In response to the President’s threat to close the border between the United States and Mexico, today JEC Vice Chair Carolyn Maloney released a report on the economic harm that would be caused by shutting down the US-Mexico border.
As with the President’s trade war with China, an abrupt halt to commerce at the Mexican border would cause substantial harm to both countries. In the United States, a closure would disrupt supply chains, drive up consumer prices and lower business profits. One study found that completely stopping trade with Mexico could cost five million Americans their jobs in the long run.
Check out the facts about the U.S.-Mexico border that highlight how a border shutdown would hurt American workers, consumers and businesses, and threaten the overall economy.
In the last 40 years, income inequality in the United States has gotten worse – and yet, we don’t have all the data we need to know exactly who is benefiting from our country’s economic growth.
JEC Vice Chair Carolyn Maloney (D-NY), along with Senate Democratic Leader Chuck Schumer (D-NY) and JEC member Martin Heinrich (D-NM) have sent a letter to the Bureau of Economic Analysis (BEA) urging it to report on how personal income is growing by decile, so we can see just who’s benefiting from this increased growth.
Read their full letter here: https://www.jec.senate.gov/public/index.cfm/democrats/press-releases?ID=50378C43-5F8F-4B82-AFE6-0DEC6C1833DB”
Democrats & Republicans can agree on something: We need more detailed data in order to understand how the #economy is working (or not working) for Americans at all income levels. Congress should pass Senator Chuck Schumer & Senator Martin Heinrich's Measuring Real Income Growth Act.
Dr. Heather Boushey is the Executive Director and Chief Economist at the Washington Center for Equitable Growth. She testified at the JEC hearing entitled "Examining the Rise of American Earnings and Living Standards" on Sept. 26, 2018.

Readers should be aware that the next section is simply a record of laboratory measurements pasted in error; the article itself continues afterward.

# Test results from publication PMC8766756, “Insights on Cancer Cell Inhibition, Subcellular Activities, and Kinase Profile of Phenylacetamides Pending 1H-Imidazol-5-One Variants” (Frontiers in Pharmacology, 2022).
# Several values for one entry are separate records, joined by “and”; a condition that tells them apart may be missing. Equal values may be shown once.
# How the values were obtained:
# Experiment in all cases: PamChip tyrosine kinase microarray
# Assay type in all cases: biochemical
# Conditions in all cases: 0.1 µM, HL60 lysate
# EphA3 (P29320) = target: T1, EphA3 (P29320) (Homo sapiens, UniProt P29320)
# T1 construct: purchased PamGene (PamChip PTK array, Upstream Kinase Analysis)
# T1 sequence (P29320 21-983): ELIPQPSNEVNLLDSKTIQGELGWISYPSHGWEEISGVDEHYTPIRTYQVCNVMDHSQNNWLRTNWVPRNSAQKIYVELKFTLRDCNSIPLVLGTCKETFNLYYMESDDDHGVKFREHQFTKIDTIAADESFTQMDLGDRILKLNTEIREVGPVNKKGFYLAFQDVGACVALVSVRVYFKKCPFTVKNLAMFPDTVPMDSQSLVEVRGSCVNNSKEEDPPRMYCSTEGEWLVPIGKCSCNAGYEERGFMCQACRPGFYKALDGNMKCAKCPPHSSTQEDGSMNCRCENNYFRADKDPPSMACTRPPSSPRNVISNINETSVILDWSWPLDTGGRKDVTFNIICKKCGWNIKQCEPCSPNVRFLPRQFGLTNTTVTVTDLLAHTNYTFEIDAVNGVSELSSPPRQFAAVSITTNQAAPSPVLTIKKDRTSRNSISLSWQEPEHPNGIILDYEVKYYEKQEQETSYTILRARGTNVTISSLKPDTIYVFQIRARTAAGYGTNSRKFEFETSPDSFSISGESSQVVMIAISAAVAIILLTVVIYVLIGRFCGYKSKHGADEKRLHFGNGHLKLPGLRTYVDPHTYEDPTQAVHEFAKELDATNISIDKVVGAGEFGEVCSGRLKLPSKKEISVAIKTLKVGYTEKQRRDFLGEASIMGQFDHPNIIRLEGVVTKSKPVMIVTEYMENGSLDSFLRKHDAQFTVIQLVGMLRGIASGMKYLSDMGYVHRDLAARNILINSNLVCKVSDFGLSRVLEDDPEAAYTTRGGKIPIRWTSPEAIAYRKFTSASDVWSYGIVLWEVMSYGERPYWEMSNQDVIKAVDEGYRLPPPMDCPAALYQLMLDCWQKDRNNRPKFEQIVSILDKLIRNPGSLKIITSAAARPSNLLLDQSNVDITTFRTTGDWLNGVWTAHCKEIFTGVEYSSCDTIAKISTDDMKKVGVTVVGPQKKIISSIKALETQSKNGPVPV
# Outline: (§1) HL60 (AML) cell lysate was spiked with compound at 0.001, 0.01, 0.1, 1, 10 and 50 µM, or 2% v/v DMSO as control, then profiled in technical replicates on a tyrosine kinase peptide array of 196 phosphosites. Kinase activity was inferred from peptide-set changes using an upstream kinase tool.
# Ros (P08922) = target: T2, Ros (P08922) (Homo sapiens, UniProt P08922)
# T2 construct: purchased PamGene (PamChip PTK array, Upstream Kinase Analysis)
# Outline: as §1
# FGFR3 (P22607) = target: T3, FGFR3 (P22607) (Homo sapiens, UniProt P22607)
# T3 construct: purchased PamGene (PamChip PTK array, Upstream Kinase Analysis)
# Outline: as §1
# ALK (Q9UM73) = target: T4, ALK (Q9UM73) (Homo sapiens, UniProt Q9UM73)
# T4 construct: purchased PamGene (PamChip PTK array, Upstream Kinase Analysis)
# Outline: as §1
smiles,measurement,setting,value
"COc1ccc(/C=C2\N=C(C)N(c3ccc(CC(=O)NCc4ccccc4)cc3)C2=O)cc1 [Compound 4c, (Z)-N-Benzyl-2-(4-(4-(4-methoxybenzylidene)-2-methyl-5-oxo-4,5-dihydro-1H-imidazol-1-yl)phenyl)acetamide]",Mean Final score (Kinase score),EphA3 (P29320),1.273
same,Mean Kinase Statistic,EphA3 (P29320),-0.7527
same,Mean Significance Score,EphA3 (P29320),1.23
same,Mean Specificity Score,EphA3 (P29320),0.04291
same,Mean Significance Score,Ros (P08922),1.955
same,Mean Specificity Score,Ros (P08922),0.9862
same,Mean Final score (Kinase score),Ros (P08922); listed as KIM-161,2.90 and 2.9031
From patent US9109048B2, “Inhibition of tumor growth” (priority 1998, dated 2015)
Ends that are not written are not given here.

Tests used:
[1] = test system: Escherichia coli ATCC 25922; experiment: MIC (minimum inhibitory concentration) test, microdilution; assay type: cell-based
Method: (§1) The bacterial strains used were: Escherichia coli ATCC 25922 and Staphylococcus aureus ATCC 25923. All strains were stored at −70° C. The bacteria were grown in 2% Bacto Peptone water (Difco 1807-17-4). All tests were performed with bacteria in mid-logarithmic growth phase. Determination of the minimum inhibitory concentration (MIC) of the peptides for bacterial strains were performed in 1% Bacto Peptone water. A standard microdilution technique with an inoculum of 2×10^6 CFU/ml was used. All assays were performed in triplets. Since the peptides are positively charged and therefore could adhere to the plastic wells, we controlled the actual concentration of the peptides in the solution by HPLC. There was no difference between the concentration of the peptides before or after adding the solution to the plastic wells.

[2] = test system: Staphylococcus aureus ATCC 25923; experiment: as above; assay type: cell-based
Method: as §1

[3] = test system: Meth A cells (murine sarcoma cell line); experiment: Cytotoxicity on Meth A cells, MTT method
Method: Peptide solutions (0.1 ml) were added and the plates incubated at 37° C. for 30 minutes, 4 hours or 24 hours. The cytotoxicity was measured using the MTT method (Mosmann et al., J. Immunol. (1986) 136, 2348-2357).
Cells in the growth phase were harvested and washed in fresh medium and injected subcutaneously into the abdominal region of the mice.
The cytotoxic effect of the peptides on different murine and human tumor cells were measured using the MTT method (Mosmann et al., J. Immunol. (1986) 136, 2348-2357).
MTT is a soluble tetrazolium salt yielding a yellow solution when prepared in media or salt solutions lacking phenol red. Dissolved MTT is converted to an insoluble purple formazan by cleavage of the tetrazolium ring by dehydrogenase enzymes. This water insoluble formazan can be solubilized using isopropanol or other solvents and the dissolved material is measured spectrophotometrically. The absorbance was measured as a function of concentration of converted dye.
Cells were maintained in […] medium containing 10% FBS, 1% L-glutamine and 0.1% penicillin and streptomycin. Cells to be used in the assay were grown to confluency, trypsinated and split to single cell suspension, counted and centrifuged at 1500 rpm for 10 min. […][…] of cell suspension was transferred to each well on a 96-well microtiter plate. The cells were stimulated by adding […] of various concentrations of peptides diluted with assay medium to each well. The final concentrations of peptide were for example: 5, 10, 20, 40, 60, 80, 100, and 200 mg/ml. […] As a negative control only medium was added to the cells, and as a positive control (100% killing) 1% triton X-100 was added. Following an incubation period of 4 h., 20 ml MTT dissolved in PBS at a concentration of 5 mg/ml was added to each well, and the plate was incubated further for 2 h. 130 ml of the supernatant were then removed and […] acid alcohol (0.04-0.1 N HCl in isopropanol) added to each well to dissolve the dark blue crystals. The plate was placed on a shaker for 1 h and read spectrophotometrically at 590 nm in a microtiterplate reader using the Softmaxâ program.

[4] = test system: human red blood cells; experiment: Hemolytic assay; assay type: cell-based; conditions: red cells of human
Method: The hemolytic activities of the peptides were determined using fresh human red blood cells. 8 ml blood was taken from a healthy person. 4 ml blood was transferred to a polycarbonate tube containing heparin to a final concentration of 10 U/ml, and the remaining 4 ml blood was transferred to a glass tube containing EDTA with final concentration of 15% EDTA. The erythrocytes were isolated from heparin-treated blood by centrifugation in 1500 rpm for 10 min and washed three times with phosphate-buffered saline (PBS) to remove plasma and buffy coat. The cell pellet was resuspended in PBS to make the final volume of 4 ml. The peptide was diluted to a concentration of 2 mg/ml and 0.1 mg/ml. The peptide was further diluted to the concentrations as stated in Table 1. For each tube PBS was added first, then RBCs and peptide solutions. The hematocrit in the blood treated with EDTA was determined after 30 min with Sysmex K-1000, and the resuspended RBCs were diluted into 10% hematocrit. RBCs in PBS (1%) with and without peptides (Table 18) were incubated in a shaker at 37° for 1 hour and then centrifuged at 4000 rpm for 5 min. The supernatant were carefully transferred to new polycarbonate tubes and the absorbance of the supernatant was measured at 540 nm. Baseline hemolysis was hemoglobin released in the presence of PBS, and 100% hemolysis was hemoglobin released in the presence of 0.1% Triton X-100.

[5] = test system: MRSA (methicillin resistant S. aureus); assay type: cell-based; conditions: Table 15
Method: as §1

U.S. Senator Martin Heinrich (D-N.M.), Ranking Member of the Joint Economic Committee, delivered the following statement at JEC hearing entitled “Examining the Rise of American Earnings and Living Standards” on Sept. 26, 2018.
For too many families who are struggling financially, the American Dream seems out of reach. When families cannot make ends meet, children grow up without the resources they need to thrive later in life. Federal investments addressing child poverty set future generations up for success and fuel a strong, vibrant economy. Read the full report at http://bit.ly/2x3Mm5p
The Republican tax bill increased our national debt by about $1.9 trillion, in the form of costly breaks for corporations and the wealthy. How do Republicans plan on paying for this? By cutting the benefits Americans depend on the most. Ranking Member Sen. Martin Heinrich questioned Republican witnesses about this during a recent JEC hearing.
Dr. Ben Harris is a Visiting Associate Professor at Northwestern University’s Kellogg School of Management and former chief economist for Vice President Biden. In his testimony, he points out that the Republican tax bill is poorly designed to increase investment and does little for workers.
U.S. Senator Martin Heinrich (D-N.M.), Ranking Member of the Joint Economic Committee, delivered the following statement at the JEC hearing entitled “The Positive Economic Growth Effects of the Tax Cuts and Jobs Act" on Sept. 6, 2018.
U.S. Senator Martin Heinrich (D-N.M.), Ranking Member of the Joint Economic Committee, delivered the following statement at JEC hearing entitled “The Innovation Economy, Entrepreneurship, and Barriers to Capital Access” on Jul. 25, 2018. In his remarks, Senator Heinrich highlighted the recent Joint Economic Committee Democrats report, “Investing in Rural America,” that emphasizes that tribal and rural communities often struggle to reach mainstream financial institutions, and need federal resources to successfully secure capital and technical assistance.
Rural Americans make up 14 percent of those living in the United States, while 72 percent of the nation’s total land areas are considered rural. These 46 million residents play an essential role in the overall economy, starting new businesses, and supplying many of our agricultural products.